Civic Initiative: Drones, Not Billboards Is what Ukraine Needs Today


Kyiv, October 2, 2014. As the Ukrainian parliamentary election campaign swings into full gear, more than a billion hryvnias is being spent on campaigning and advertising expenses. As an unstable ceasefire against Russia-backed separatists continues in the war-torn east of Ukraine, some citizens are questioning the exorbitant amount of money being diverted to the election. The organizations “Open Dialog” and “Wings of Phoenix” have launched a civic initiative to redirect advertising costs towards funding for reconnaissance drones. This was stated by the initiative’s organizers at Ukraine Crisis Media Center in Kyiv.

“We think that such huge expenditures on billboards and other similar things is incorrect. We would like part of this to go to the support of our military,” said Pavlo Kukhta, the coordinator of the initiative. He called on politicians to redirect their campaign funds going towards billboards, and instead donate money towards reconnaissance drones for Ukrainian military units in eastern Ukraine. The Ukrainian military has faced funding cuts since Ukrainian independence in 1991, and drones are among the most necessary equipment given the present conditions at the front. “Our army does not have anything, while the separatists are using modern weapons they’ve got from the Russians,” Kukhta stated. The civic initiative is currently gathering data to compare the funds spent on campaigning to the funds spent on support of Ukraine’s soldiers.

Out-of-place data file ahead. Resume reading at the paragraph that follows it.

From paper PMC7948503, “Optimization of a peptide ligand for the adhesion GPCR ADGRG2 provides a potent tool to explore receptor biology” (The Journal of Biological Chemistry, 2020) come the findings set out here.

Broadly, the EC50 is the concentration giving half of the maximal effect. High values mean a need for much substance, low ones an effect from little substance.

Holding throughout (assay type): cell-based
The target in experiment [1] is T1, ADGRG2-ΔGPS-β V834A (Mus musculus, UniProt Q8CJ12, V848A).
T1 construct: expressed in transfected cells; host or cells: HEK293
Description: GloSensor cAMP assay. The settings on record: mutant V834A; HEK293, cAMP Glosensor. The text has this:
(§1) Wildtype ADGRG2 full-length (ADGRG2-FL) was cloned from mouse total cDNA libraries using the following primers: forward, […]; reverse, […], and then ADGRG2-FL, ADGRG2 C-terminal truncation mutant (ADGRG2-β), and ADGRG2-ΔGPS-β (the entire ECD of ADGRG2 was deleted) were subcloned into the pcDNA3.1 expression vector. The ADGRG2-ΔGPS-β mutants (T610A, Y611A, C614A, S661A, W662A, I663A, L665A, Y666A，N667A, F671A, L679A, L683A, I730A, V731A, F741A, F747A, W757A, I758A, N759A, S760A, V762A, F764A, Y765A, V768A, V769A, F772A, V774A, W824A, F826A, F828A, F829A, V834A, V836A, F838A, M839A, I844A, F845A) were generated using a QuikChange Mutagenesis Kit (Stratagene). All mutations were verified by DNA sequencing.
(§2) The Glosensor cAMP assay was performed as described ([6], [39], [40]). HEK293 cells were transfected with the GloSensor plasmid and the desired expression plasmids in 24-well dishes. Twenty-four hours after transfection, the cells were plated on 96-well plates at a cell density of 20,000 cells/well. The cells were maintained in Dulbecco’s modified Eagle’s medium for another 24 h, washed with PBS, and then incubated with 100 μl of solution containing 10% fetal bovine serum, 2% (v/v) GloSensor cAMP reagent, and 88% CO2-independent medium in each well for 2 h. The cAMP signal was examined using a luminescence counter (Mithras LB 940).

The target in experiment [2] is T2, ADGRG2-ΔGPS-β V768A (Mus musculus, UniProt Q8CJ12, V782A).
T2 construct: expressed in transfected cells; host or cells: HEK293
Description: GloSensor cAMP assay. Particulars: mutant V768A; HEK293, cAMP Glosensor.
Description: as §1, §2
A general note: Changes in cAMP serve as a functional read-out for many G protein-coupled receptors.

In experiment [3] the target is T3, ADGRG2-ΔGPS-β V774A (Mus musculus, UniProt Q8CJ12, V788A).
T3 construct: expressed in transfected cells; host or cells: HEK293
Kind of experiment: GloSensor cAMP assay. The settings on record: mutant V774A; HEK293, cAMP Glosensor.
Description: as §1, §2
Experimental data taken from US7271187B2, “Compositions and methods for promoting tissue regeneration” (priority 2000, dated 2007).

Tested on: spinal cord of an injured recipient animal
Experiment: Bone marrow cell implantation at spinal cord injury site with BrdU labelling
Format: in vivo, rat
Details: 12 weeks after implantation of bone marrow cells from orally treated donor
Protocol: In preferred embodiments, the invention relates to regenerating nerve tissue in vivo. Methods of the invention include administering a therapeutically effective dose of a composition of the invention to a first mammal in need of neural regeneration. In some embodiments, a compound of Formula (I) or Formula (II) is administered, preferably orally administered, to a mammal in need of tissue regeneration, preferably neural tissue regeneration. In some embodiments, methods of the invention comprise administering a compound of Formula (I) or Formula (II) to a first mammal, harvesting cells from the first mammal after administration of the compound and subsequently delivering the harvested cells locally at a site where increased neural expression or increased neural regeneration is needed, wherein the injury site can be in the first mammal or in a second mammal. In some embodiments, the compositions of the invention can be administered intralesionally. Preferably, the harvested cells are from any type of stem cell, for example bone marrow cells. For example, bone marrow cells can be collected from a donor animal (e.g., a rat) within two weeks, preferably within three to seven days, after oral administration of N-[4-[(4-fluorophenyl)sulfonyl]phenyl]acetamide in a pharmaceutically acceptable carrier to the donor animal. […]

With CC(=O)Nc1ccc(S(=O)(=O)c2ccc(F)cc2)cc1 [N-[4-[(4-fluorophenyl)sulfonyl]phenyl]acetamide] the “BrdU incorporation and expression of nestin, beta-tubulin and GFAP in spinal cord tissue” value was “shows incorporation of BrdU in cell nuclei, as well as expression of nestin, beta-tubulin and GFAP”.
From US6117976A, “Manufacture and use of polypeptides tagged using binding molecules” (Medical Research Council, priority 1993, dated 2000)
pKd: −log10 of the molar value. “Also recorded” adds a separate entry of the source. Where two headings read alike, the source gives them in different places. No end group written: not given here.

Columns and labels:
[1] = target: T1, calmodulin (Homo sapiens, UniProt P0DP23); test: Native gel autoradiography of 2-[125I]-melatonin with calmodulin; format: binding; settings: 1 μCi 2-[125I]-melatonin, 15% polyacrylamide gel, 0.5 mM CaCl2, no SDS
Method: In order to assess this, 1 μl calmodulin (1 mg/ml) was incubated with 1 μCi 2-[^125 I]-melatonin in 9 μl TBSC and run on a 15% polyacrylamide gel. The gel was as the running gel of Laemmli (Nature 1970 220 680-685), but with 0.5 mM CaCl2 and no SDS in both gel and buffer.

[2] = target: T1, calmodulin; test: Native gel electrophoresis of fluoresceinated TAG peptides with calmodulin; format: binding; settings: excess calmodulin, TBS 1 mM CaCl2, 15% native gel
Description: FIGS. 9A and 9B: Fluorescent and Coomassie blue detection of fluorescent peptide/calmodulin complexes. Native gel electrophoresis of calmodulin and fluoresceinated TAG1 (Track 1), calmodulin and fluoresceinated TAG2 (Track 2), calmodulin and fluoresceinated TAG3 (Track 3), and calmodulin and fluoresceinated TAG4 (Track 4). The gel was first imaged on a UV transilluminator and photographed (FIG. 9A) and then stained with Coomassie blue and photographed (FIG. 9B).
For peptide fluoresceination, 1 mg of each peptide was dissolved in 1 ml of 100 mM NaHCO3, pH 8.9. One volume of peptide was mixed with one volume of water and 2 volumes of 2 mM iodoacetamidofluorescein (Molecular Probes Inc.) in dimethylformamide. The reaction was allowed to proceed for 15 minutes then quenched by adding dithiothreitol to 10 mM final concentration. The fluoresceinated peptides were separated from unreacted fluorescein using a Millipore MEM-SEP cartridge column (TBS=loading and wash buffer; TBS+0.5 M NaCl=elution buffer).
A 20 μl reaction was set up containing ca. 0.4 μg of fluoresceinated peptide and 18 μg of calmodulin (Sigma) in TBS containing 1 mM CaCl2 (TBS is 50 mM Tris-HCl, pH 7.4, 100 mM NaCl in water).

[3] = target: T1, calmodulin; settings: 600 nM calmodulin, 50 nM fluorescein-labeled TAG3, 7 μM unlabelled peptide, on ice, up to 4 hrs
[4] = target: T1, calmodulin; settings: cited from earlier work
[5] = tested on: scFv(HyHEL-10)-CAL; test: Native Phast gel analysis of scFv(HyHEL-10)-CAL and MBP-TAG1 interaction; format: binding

In particular, the civic initiative says that drones are in particularly high demand by Ukrainian military units. Drones are not provided to the military by the government in Kyiv, and thus soldiers must resort to private funding in order to buy these essential reconnaissance tools. “We believe that short range drones are more important and more useful for our servicemen than bigger drones,” Kukhta stated. Each small-range drone costs from three to five thousand United States dollars, can stay in the air for about an hour, and has a range of more than a kilometer.

The joint initiative of “Wings of Phoenix” and “Open Dialogue” hopes to solicit the support of President Petro Poroshenko’s political party, which is running for parliament, as well as the other political factions. Nelli Stelmakh, from “Wings of Phoenix,” hopes that every Ukrainian unit in the east will eventually receive a drone. “For a modern army you need drones in every platoon,” she said. The initiative stressed that they will coordinate their actions with the Ministry of Defense in order to ensure that drones and military equipment are distributed correctly and efficiently.